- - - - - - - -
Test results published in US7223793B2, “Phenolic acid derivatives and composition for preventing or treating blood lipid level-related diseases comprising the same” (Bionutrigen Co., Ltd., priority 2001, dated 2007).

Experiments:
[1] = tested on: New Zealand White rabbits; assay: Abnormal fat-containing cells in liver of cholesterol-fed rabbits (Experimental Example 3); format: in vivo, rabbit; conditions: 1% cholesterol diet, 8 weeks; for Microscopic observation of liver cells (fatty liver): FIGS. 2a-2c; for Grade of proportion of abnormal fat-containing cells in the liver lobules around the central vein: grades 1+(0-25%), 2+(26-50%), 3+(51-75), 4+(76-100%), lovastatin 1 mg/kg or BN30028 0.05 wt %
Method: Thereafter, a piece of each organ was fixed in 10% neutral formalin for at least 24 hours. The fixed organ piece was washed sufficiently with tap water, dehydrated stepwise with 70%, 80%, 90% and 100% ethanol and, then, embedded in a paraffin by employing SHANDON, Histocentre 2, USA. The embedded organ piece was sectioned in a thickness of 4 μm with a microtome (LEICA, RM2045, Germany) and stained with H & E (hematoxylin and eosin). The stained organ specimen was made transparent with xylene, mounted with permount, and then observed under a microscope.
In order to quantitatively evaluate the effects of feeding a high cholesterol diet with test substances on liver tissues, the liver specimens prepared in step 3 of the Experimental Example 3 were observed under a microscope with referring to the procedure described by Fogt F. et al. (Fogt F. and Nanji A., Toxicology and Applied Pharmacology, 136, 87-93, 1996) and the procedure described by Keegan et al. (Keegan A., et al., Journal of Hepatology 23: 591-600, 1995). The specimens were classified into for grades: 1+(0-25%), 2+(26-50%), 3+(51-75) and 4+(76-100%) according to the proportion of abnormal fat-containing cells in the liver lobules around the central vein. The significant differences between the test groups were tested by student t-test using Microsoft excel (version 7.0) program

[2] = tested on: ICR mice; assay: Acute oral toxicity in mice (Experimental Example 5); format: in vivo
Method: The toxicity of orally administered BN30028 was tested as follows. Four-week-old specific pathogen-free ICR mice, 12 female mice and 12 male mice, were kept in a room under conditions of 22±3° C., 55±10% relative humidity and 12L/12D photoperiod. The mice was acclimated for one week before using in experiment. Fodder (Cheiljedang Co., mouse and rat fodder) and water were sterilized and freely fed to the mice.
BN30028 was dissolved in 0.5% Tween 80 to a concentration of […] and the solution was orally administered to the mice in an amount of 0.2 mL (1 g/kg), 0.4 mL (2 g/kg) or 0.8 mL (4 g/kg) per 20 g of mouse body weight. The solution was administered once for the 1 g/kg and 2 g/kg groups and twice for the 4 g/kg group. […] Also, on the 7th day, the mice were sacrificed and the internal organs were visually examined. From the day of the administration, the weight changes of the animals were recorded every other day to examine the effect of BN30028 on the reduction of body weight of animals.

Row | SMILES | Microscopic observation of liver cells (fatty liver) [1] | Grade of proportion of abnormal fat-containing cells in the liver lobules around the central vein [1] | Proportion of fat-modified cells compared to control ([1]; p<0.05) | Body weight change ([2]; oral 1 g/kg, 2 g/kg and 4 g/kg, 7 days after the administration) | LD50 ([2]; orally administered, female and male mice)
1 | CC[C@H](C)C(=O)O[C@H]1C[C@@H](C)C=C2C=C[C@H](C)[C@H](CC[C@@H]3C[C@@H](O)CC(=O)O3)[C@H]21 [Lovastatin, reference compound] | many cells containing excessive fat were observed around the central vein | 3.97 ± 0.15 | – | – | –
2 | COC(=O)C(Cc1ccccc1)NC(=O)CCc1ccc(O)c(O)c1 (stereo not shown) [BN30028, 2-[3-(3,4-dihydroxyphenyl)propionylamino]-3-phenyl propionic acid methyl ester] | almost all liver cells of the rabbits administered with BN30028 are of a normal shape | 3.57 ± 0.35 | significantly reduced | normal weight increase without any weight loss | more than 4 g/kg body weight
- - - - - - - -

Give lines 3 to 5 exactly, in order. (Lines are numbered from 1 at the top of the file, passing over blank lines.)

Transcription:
[1] = tested on: New Zealand White rabbits; assay: Abnormal fat-containing cells in liver of cholesterol-fed rabbits (Experimental Example 3); format: in vivo, rabbit; conditions: 1% cholesterol diet, 8 weeks; for Microscopic observation of liver cells (fatty liver): FIGS. 2a-2c; for Grade of proportion of abnormal fat-containing cells in the liver lobules around the central vein: grades 1+(0-25%), 2+(26-50%), 3+(51-75), 4+(76-100%), lovastatin 1 mg/kg or BN30028 0.05 wt %
Method: Thereafter, a piece of each organ was fixed in 10% neutral formalin for at least 24 hours. The fixed organ piece was washed sufficiently with tap water, dehydrated stepwise with 70%, 80%, 90% and 100% ethanol and, then, embedded in a paraffin by employing SHANDON, Histocentre 2, USA. The embedded organ piece was sectioned in a thickness of 4 μm with a microtome (LEICA, RM2045, Germany) and stained with H & E (hematoxylin and eosin). The stained organ specimen was made transparent with xylene, mounted with permount, and then observed under a microscope.
In order to quantitatively evaluate the effects of feeding a high cholesterol diet with test substances on liver tissues, the liver specimens prepared in step 3 of the Experimental Example 3 were observed under a microscope with referring to the procedure described by Fogt F. et al. (Fogt F. and Nanji A., Toxicology and Applied Pharmacology, 136, 87-93, 1996) and the procedure described by Keegan et al. (Keegan A., et al., Journal of Hepatology 23: 591-600, 1995). The specimens were classified into for grades: 1+(0-25%), 2+(26-50%), 3+(51-75) and 4+(76-100%) according to the proportion of abnormal fat-containing cells in the liver lobules around the central vein. The significant differences between the test groups were tested by student t-test using Microsoft excel (version 7.0) program